City of Adelaide Votes to Subsidise E-Bike Purchases


On Tuesday, 30th January 2024 the City of Adelaide became the first government in mainland Australia to commit to subsidising the purchase of e-bikes and electric-assisted as well as unassisted cargo bikes for its residents and business operators.

Australian cycling organisations, including Bike SA, have long lobbied all levels of government for just this sort of initiative. It is second only to Tasmania, which late last year launched a rebate program for e-mobility devices (bikes, cargo bikes, scooters & skateboards).

At its meeting, the council voted to support Councillor David Elliott’s motion to develop the parameters for bike-purchase subsidies as part of the Sustainability Incentives Scheme. Mr Elliott is a lifelong cyclist and is chair of the lobbying group Bike Adelaide.

Furthermore, it also voted in favour of council hosting an event to celebrate World Car-Free Day in September this year, while the decision to investigate installing a raised wombat crossing on Franklin St completed the treble of support for active transport and the community-wide benefits it delivers.

One priority of the council’s draft Integrated Climate Strategy is to, “…triple the number of city workers who cycle to work and double the number of local residents who walk to work”.

Bike SA CEO Brett Gillett said the successful motion was, “…ground-breaking and very encouraging.”

“This sets us in motion to deliver real, tangible benefits to the entire community, whether they ride or not,” he said.

“Getting more people cycling improves our health, economy, environment and traffic congestion. Bike SA applauds Lord Mayor Jane Lomax-Smith, Councillor David Elliott and all those who supported this motion and we look forward to watching the scheme’s progress.”

Adelaide Shifts from Pariah to Progressive – What’s Changed?

The three ‘pro micromobility’ votes taken at their recent meeting and their new proactive transport policies represent a 180 degree turn around for the City of Adelaide.

As we previously reported here, back in 2021 the City of Adelaide voted to scrap what would have been its first and only protected bikeway that would have crossed the city centre from east to west. This was despite having to return a $3 million SA State Government grant that had already been committed to the project.

After that decision was made, I wrote this opinion piece, trying to make sense of why the City of Adelaide was so noticeably going backwards, compared with the (admittedly modest) improvements in every other Australian capital city. Clearly many of our readers were equally concerned, as that article was one of our most widely read in 2023.

In 2020 the City of Adelaide councillors famously even voted in favour of promoting a ‘Driver’s Month’ which included promotion and incentives for more people to drive into the city. You can read a detailed summary article of this decision and event here. There’s no sign of any future driver’s months being held.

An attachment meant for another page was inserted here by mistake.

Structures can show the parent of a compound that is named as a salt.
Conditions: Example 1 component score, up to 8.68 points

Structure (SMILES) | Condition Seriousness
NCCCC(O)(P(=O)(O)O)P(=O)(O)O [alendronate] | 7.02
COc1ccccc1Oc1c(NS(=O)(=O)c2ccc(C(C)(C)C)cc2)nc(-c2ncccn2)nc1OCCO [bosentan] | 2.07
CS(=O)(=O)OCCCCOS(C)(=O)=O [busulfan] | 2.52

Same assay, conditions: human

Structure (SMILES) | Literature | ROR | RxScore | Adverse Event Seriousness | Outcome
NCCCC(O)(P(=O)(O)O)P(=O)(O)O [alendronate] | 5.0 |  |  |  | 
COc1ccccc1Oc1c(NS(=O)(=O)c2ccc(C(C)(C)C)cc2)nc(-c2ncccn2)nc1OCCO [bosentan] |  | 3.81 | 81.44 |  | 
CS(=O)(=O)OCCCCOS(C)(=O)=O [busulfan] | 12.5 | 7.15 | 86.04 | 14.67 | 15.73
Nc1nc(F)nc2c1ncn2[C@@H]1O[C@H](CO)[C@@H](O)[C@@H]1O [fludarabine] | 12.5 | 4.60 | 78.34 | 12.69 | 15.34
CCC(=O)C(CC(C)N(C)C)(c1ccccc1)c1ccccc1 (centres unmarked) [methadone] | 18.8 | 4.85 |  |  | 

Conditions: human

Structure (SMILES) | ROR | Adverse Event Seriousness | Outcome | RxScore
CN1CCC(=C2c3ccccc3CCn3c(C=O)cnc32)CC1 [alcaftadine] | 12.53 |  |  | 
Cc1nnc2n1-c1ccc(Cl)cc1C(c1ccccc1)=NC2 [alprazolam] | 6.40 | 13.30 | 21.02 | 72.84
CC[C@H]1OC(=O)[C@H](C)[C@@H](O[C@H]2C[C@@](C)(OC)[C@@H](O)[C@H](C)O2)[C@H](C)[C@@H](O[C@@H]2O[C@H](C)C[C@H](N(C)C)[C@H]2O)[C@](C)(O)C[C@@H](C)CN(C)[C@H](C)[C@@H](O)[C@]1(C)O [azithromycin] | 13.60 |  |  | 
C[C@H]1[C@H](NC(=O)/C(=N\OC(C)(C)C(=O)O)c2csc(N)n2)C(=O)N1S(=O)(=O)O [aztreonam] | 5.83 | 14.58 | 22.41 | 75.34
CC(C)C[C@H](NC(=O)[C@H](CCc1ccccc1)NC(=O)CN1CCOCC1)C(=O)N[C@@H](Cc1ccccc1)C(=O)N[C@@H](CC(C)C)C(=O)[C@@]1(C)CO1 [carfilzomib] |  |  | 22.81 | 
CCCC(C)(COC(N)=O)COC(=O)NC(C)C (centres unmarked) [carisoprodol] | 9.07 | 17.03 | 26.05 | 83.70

When Micromobility Report attended the Australian Walking & Cycling Conference in the City of Unley (an adjacent council to the City of Adelaide) late last year, the informed word from advocates and insiders was that after very lean years, the winds were already turning more favourably towards micromobility at the City of Adelaide.

I’m certainly no expert in City of Adelaide politics, in fact, the opposite. It may be that at the most recent council elections some more progressive councillors replaced some of the previous incumbents.

In particular, Councillor David Elliott was only elected in the most recent election.

Looking from afar, another possible catalyst for this shift may be the election on 14th November 2022 of Jane Lomax-Smith as Mayor.

That is a well-known name in South Australian politics. Dr Lomax Smith, who is a medical specialist and researcher by profession, had a long career in state politics including several senior ministerial portfolios. She also served two terms as Mayor of the City of Adelaide from 1997 to 2000. Based upon both her past activities and a brief scan of her recent social media posts, it appears that the words ‘progressive’ and ‘urbanist’ would be appropriate broad descriptions of her philosophies.

As we’ve seen many times before from Paris to London, New York to Boston and closer to home in the City of Sydney, in eras where progressive mayors are elected, good things happen in relation to micromobility, liveable cities and active transport which are all inextricably intertwined. Perhaps the most recent council votes will be followed by more progress from what is currently Australia’s laggard city.
The top section of this article was first published in the Bike SA monthly newsletter.

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